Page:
There is ample reason to believe that Stacey Scar’s statement that she feared me, in August 1989, had a sexual basis, or that the statement of fear was conjoined with, and masked, feelings of jealousy.

2. At another place of employment a co-worker told me that he was afraid of me. He suggested that I seek professional help, that therapy might help “take the edge off" my personality. On another occasion I asked the employee if he was anti-Semitic. He matter of factly told me that he was anti-Semitic, that he resented the success of many Jews. He said “Success comes so easily to Jews they don’t even have to work hard to be successful. Everybody else has to work so hard to be successful." The feelings of jealousy in the above statement are on the surface.

This employee also used to emphasize my narcissism, which he felt was an important aspect of my personality dysfunction. The characterization “narcissistic" can be interpreted psychoanalytically as a reversal/projection of jealousy.

(This employee did not engage in “homomania.”)

One wonders whether there might be some relation between this employee’s jealousy-based resentment of Jews, his characterization of me as narcissistic, and the employee’s statement that he feared me.

3. At the termination meeting on October 29, 1991 Dennis Race advised me that the legal assistant administrator and legal assistant coordinator, J.D. Neary, had told him that they couldn’t work with me, that they were afraid of me.’’

I believe that J.D. Neary was active in spreading a rumor that I was homosexual.  Dr. Spitzer interprets the spreading of a rumor that another is homosexual to feelings of envy.  Spitzer, R. L., et al. DSM-III-R Diagnostic and Statistical Manual of Mental Disorders (Revised Edition) Case Book, at 239 (American Psychiatric Press: 1989) (discussing diagnosis 301.81, “False Rumors”) (whether my own preoccupation with others’ envy of me is indicative of my own narcissistic disorder is an open question. But see paragraph 4.).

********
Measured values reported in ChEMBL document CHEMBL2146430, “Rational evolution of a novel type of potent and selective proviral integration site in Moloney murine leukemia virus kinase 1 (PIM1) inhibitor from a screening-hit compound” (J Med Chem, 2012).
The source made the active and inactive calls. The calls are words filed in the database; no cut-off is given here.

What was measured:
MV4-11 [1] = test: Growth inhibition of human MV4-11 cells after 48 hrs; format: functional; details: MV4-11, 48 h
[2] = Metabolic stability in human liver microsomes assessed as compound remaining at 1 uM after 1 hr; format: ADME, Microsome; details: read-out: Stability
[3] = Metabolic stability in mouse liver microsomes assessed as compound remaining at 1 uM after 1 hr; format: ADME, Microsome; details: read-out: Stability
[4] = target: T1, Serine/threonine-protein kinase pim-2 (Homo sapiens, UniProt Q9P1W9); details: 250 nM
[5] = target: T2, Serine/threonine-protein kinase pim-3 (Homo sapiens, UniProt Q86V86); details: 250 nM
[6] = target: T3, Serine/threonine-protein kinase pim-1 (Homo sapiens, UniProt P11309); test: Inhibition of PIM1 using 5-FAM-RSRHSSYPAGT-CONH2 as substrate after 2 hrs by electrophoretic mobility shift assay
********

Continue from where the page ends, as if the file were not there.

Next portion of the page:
In this case, as in the previous two cases, there is reason to believe that the statement of fear was joined with, and masked, feelings of jealousy.

4. The following observations are of undetermined relevance, but they appear to be material on a possible relation between fear and jealousy.

While I was in therapy with Dr. Palombo, in 1990, I stated my belief that others were afraid of me. Dr. Palombo said, “No, you are afraid of other people.” Dr. Palombo dismissed my perception as being no more than a projection; the possibility that others might be afraid of me was apparently inconceivable to him and inconsistent with the feelings I aroused in him.  On the issue of jealousy, Dr. Palombo stated on a number of occasions his interpretation that a recurring feature of my interpersonal relations was other persons’ feelings of jealousy of me, and that some of my behaviors were attempts to cope with other persons’ jealousy. On no occasion did Dr. Palombo refer to mood swings in me, or that he feared or felt threatened by me (despite my expression of strong anger at a session on Friday April 13, 1990).

You have diagnosed me as suffering from a mood disorder, and have ascribed others’ statements of fear as a rational and justified reaction to my labile moods (unintentionally allying yourself with co-workers whose statements of fear may in reality mask jealousy--a possible instance of negative counter-transference). As a basis for the diagnosis, you cited the fact that you felt threatened by me; the possibility that others might be afraid of me is apparently conceivable to you and consistent with the feelings I arouse in you. You said I am not even aware of these mood swings and the effect I have on others, while Dr. Palombo had dismissed my “awareness” of others’ fears as projective.


Gary Freedman


Gary Freedman said...

Anti-semitism has been called the longest hatred. The passions that fuel antisemitism — among them, fear, envy, jealousy, resentment, suspicion, anger, xenophobic wariness and distrust--remain constant, but the forms this hatred takes change over time.


Gary Freedman said...

Note that the posted letter to Dr. Pitts dated February 1993 predates by 5 years Otto Kernberg's book, Ideology, Conflict, and Leadership in Groups and Organizations (New Haven: Yale University Press, 1998).


I quote Dr. Kernberg's observations about envy, jealousy, and fear in group situations in the following blog post:


Gary Freedman said...

Harry Stack Sullivan, M.D. on the dynamics of jealousy and envy in group situations: